Non-recoverable auth failure?
chowells at janrain.com
Tue Jun 21 11:19:05 PDT 2005
One thing currently absent in the protocol is some form of
non-recoverable authentication failure. The only response for failing
to authenticate that's in the spec is to give the user some chance to
authenticate. But that doesn't seem like it will always be sufficient.
Consider the case of an ID server that locks an account for 24 hours
after three consecutive failed logins. I'm sure everyone is familiar
with that kind of behavior, and can see it as being appropriate in some
cases. When such an ID server has locked an account and someone tries
to log in with that account, the current behavior doesn't quite make
sense. It is effectively telling the consumer "it didn't work, but if
you go here, you might be able to fix it." That's a misleading
statement, as it's just not true. Going to that url won't fix it. This
is a case where it would be clearly better to tell the consumer "that
login is denied."
Having such a message still doesn't reveal any information about why the
login has been denied. It just lets the consumer know that it should
present an error message to the user, rather than trying to get the user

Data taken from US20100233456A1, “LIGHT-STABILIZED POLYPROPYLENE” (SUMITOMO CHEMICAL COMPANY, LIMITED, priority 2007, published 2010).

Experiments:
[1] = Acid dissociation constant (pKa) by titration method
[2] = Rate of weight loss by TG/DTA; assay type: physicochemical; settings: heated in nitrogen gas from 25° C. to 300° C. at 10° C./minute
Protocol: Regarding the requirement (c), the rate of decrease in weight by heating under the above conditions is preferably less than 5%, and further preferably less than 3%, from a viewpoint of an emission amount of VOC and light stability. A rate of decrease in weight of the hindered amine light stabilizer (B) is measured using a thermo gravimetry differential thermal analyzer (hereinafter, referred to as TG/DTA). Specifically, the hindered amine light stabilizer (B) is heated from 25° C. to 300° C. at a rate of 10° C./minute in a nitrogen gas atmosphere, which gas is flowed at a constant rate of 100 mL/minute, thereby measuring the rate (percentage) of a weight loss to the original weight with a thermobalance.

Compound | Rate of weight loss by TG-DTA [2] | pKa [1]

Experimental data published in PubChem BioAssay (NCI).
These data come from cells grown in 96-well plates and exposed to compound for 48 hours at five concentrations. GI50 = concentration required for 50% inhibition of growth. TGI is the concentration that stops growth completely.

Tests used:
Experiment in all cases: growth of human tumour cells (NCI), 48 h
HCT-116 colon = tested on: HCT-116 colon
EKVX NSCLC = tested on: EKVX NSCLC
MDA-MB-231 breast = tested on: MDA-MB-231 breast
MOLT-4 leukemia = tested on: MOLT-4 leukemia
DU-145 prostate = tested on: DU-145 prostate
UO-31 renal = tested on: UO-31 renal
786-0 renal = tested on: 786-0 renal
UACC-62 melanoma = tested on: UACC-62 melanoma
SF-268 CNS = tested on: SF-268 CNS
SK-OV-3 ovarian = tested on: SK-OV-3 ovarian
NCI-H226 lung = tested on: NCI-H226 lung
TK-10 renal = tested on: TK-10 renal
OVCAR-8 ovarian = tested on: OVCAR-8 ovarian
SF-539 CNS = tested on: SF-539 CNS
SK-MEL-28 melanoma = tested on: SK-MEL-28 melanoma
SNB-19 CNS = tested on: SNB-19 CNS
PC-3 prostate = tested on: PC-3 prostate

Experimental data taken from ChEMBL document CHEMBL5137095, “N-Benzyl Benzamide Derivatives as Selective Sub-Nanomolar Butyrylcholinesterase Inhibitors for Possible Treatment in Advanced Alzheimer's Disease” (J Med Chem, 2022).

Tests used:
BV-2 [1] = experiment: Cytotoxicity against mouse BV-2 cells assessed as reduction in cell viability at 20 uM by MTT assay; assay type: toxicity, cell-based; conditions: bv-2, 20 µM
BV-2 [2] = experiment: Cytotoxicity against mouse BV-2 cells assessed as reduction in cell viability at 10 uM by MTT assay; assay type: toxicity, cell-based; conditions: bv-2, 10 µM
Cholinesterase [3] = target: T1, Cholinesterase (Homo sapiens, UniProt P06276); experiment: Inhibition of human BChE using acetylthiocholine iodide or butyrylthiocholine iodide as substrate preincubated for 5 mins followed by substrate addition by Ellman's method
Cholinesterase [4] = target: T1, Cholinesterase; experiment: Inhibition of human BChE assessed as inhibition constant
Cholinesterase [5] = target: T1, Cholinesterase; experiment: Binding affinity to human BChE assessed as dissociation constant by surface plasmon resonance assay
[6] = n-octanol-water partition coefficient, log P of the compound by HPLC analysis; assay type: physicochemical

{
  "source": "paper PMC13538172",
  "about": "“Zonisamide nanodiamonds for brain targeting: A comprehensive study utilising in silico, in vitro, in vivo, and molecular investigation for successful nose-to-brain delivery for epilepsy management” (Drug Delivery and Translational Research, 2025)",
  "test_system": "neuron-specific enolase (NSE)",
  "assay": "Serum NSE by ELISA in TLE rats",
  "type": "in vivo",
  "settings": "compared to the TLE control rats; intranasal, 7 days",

to complete a login sequence that won't be completed.
Also... While looking at the version 0 specs to see the flow for
recoverable auth failure, it seems very strange in checkid_immediate mode.
* auth fails
* send back a response, openid.mode=id_res&openid.user_setup_url=blah.
Well, that feels a bit strange on its own, as id_res seems to be a
heavily overloaded mode. But that's not the point I'm trying to
* consumer pops up a window (or something) going to user_setup_url.
That's where things don't quite make sense. It seems like instead of
having an openid.post_grant argument added, it should instead use
another openid.return_to=url argument. First, it would remove the
current necessity of having the server encode the URL into the
user_setup_url in case the consumer sets openid.post_grant=return.
Second, it covers all the cases just as well. The return_to url can
parent frame that the authentication attempt has concluded so the parent
can then take whatever behavior it sees fit.
Thanks for reading through this. Let me know what you all think.
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